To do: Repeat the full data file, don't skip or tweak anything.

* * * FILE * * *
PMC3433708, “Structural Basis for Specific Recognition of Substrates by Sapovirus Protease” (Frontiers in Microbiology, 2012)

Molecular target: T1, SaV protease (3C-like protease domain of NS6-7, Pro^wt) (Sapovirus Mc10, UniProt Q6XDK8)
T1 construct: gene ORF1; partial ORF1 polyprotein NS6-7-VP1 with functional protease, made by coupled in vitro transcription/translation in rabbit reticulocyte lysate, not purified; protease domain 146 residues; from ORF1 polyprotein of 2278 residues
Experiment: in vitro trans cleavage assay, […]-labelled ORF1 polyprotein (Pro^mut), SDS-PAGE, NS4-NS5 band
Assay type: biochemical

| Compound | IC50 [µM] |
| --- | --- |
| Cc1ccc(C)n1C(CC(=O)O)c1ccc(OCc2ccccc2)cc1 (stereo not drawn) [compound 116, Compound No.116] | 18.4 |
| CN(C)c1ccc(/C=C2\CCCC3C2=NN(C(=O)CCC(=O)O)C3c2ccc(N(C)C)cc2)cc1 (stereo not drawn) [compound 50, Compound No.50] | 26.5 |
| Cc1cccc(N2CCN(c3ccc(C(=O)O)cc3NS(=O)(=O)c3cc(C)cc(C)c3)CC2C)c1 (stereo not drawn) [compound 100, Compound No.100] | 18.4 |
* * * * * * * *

PMC3433708, “Structural Basis for Specific Recognition of Substrates by Sapovirus Protease” (Frontiers in Microbiology, 2012)

Molecular target: T1, SaV protease (3C-like protease domain of NS6-7, Pro^wt) (Sapovirus Mc10, UniProt Q6XDK8)
T1 construct: gene ORF1; partial ORF1 polyprotein NS6-7-VP1 with functional protease, made by coupled in vitro transcription/translation in rabbit reticulocyte lysate, not purified; protease domain 146 residues; from ORF1 polyprotein of 2278 residues
Experiment: in vitro trans cleavage assay, […]-labelled ORF1 polyprotein (Pro^mut), SDS-PAGE, NS4-NS5 band
Assay type: biochemical

| Compound | IC50 [µM] |
| --- | --- |
| Cc1ccc(C)n1C(CC(=O)O)c1ccc(OCc2ccccc2)cc1 (stereo not drawn) [compound 116, Compound No.116] | 18.4 |
| CN(C)c1ccc(/C=C2\CCCC3C2=NN(C(=O)CCC(=O)O)C3c2ccc(N(C)C)cc2)cc1 (stereo not drawn) [compound 50, Compound No.50] | 26.5 |
| Cc1cccc(N2CCN(c3ccc(C(=O)O)cc3NS(=O)(=O)c3cc(C)cc(C)c3)CC2C)c1 (stereo not drawn) [compound 100, Compound No.100] | 18.4 |